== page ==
• 24 percent of parents indicated they prioritize a school that “prepares students to succeed in the real world.”
  • 20 percent of parents indicated they prioritize a school that “helps students develop critical thinking skills.”
  • 20 percent of parents indicated they prioritize a school that “has highly-trained, qualified teachers.”
  • 18 percent of parents indicated they prioritize a school that “focuses on core subjects, such as reading, writing, math, science, and history.”
Types of schools parents are choosing

Parents indicated a willingness to choose or consider a wide range of schooling options for their children.

Among parents who considered, are considering, or plan to consider finding new or different schools for their children, a wide variety of options were given similar consideration, including traditional public school in their districtprivate schooltraditional public school in a different districtpublic charter schoolonline schoolhomeschooling, and public magnet school.

Among parents of school-aged children, support for school choice is overwhelming – with high percentage of support across all races and geographics.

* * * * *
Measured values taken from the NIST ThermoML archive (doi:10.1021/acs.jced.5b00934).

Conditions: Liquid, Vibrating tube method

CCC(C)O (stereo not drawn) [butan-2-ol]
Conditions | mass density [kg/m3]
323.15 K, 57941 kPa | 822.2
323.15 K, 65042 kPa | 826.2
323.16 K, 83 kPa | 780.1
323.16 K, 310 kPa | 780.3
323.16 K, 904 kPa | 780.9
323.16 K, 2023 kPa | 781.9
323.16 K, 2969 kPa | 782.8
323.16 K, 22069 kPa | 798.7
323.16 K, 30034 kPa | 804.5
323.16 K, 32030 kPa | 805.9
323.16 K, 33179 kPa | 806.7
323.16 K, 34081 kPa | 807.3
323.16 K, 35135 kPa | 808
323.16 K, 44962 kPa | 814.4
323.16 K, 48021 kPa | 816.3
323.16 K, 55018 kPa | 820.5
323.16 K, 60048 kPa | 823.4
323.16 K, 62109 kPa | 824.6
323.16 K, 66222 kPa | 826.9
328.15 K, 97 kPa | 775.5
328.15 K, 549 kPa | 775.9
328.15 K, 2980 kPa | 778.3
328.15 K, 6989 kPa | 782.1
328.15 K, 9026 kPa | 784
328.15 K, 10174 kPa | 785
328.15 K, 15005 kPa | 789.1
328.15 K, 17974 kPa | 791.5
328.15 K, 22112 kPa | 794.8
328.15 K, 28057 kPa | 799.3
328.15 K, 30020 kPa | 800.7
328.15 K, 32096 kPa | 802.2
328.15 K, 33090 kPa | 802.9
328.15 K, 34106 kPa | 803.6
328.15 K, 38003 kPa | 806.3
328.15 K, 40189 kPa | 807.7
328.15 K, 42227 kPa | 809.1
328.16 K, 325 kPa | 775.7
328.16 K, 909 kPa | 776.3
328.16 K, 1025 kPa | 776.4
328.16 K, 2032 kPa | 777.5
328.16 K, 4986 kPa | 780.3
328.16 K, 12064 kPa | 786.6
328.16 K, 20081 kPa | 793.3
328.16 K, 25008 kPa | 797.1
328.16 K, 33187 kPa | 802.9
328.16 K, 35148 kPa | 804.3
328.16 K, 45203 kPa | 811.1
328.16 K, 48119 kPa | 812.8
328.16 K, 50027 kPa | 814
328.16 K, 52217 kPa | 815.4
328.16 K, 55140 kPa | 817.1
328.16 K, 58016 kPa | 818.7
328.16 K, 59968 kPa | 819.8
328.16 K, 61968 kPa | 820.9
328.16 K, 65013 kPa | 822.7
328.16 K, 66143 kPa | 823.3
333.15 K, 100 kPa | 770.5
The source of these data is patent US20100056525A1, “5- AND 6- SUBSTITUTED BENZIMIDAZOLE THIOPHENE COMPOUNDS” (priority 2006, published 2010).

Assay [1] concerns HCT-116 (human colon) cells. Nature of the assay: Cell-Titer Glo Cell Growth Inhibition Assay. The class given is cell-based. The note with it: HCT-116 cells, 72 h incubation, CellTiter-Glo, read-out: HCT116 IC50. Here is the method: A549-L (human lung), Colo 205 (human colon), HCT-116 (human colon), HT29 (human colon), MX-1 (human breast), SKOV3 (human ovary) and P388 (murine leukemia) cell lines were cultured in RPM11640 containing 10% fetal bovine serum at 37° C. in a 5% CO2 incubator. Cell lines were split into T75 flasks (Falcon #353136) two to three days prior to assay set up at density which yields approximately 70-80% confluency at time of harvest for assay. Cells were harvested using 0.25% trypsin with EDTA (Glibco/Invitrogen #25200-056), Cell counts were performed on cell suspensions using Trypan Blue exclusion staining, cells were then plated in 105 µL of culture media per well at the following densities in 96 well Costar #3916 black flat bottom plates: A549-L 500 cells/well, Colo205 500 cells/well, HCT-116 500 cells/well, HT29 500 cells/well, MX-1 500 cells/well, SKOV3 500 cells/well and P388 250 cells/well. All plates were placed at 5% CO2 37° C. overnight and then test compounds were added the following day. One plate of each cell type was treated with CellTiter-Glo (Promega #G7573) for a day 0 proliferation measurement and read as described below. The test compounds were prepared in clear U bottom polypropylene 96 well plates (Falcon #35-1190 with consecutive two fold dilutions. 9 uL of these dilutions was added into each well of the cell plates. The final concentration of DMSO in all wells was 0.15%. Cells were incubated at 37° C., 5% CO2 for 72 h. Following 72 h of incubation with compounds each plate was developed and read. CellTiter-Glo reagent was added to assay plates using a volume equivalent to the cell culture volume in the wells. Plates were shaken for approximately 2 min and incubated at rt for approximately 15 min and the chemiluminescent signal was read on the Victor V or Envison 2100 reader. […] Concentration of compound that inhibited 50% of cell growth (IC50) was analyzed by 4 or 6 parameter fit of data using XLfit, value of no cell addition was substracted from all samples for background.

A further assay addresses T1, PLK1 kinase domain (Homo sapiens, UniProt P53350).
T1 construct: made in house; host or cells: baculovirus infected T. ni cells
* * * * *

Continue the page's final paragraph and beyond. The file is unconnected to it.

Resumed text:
• 69 percent of parents say they strongly support, support, or somewhat support school choice, with 31 percent indicating strong support.

  • Support for school choice was highest among Black parents (73 percent overall support) and Hispanic or Latino parents (72 percent). 69 percent of white parents indicated support for school choice.

  • 71 percent of parents in cities or urban areas indicated support for school choice; 82 percent of parents in rural areas indicated support for school choice; and 68 percent of parents in suburban areas indicated support for school choice.

Find out more about National School Choice Week or how school choice works. If you’re a journalist covering education issues, we invite you to check out our press page.

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Alissa Jacques

Manager, Digital Communications

Alissa Jacques serves as manager of digital communications at the National School Choice Awareness Foundation (NSCAF). In this role, Alissa oversees the organization’s English-language social media presence and develops high-impact advertising campaigns to inform, inspire, and empower parents about their K–12 education options.

Previously, Alissa owned her own digital marketing agency, served as an adjunct writing professor at Bloomfield College, and spent two years as an elementary school teacher at Democracy Preparatory Charter School in New York.

Alissa attended both public and private schools as a child, where she developed a love for creative writing. She holds a bachelor of arts in education policy and entrepreneurship from New York University, and a master of arts in sociology of education from Teachers College at Columbia University. In her spare time, she enjoys reading, scrolling through TikTok, and exploring NYC with her husband and cavapoo, Russ.